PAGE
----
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Bumble bees selectively use native and exotic species to maintain nutritional intake across highly variable and invaded local floral resource pools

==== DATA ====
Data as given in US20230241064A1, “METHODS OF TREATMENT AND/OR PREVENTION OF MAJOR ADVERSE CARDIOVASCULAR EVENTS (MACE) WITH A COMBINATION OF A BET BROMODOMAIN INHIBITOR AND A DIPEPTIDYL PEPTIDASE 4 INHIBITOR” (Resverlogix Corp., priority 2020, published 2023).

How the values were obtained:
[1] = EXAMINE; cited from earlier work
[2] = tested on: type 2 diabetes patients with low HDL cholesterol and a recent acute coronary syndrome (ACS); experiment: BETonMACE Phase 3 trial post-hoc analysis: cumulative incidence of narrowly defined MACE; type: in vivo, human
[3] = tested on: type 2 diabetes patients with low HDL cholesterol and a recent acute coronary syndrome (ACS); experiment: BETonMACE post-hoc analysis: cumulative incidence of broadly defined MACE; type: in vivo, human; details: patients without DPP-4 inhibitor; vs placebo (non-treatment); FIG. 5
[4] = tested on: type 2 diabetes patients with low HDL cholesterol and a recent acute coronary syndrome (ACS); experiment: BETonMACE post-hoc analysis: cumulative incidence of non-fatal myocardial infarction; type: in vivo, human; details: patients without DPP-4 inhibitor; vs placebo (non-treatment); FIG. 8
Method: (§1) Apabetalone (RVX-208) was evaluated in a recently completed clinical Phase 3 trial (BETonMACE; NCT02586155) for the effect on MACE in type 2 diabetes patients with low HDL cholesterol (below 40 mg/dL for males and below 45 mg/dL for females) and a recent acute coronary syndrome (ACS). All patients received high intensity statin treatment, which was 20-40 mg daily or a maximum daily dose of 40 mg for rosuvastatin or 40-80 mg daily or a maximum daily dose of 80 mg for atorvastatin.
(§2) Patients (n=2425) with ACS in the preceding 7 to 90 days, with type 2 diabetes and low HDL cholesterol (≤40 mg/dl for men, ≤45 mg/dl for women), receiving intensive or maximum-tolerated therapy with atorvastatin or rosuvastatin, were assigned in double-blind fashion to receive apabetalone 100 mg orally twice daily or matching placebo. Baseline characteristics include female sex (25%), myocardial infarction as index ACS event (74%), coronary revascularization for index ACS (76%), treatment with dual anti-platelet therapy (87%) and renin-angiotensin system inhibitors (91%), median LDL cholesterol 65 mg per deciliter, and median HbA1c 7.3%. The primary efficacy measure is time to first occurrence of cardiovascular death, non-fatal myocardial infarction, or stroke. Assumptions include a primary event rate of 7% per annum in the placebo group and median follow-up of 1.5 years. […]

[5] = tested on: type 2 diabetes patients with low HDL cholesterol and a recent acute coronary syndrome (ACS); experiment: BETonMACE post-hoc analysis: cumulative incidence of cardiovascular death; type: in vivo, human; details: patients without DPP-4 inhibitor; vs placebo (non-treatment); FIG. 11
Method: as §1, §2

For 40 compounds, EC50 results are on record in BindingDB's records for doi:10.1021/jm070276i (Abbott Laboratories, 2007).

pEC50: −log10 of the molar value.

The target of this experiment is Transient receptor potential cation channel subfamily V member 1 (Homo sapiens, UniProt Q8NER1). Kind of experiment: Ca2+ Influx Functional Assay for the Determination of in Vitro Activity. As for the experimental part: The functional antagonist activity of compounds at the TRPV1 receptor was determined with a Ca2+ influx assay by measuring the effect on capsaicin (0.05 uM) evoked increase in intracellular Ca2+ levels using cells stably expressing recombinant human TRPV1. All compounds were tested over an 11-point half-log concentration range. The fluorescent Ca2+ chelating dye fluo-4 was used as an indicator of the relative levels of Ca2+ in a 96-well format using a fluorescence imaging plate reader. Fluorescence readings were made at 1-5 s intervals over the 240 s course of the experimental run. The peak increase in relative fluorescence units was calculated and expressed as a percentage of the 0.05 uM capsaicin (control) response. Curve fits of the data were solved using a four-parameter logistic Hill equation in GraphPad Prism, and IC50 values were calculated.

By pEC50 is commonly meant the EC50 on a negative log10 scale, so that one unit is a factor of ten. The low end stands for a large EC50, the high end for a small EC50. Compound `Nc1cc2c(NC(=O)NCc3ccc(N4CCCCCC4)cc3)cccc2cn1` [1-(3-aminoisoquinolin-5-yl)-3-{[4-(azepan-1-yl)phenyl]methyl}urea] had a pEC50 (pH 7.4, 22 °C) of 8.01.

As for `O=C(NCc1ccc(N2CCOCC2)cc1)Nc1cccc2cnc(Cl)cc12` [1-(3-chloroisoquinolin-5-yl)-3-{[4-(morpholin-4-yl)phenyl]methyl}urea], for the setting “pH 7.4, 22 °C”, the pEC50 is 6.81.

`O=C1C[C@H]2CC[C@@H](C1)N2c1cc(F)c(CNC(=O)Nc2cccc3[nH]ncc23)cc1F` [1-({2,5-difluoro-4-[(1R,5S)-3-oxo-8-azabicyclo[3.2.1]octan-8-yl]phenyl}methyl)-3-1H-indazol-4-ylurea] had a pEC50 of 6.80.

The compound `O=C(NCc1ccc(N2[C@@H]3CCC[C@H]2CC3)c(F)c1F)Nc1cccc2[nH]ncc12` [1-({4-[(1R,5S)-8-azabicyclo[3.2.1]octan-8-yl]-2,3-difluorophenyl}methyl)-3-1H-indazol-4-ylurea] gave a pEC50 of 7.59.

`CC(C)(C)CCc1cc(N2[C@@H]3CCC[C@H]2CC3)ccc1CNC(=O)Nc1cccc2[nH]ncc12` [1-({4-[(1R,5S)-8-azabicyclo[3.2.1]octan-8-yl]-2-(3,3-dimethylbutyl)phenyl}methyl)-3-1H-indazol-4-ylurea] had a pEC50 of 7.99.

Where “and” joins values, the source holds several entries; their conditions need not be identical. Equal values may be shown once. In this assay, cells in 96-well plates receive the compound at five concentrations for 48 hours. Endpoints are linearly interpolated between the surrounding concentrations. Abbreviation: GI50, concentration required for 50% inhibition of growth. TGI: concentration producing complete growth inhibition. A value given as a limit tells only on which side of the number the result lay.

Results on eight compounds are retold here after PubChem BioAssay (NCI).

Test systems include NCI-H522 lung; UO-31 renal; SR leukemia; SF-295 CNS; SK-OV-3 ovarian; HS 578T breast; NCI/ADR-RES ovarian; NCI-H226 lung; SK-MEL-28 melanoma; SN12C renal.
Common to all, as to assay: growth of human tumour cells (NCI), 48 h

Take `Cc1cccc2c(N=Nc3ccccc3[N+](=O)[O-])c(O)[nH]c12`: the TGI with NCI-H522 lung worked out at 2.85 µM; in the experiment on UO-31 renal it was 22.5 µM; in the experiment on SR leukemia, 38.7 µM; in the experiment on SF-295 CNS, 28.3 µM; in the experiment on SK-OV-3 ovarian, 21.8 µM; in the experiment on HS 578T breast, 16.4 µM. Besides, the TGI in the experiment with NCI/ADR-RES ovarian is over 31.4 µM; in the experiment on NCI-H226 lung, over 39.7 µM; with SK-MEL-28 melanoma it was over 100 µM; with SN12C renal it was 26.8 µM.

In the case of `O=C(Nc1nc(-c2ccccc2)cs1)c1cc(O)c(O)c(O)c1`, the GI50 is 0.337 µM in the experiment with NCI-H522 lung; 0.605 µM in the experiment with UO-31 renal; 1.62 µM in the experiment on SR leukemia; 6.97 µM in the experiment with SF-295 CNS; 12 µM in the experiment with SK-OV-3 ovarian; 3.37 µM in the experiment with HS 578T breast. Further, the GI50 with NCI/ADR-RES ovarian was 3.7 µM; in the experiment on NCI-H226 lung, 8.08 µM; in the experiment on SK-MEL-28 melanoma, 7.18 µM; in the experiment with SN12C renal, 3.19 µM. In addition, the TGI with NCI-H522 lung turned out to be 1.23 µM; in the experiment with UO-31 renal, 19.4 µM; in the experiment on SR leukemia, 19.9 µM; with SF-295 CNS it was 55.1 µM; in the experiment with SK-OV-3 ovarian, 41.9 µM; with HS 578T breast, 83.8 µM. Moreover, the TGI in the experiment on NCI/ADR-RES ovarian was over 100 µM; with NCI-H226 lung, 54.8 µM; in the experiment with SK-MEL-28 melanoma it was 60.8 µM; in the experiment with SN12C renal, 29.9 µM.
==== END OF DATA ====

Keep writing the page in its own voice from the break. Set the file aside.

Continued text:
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1. Changes to plant community composition after invasion are well documented but how these shifts directly affect higher trophic levels is still poorly understood. One potentially important factor is the change in nutritional availability after an invasion. Shifts in nutrient availability could affect the nutrient intake of organisms that live in invaded habitats, causing reduced fecundity and survival. 2. The effects of the interaction among nutrient availability, selection, and diet on nutrient intake of a native bumble bee were examined. No nutritional differences were found between exotic and native pollen or collected and non-collected pollen in protein or amino acid content, suggesting that differences in nutrient intake from random are based on selection. 3. Nutrient intake was simulated when pollen was selected randomly across all available plant species and when selection was restricted to native plants only or exotic plants only using a permutation model and compared with observed collection. The results suggest that pollen collection is non-random and that selecting only native or exotic plants cannot provide the protein or amino acid intake observed. 4. These results may help to explain why the responses of native bees to exotic plants are so variable. If the exotic plants in a community can supply the necessary nutrients, bees may readily incorporate them into their diets, but if not, exotic plants may be avoided.

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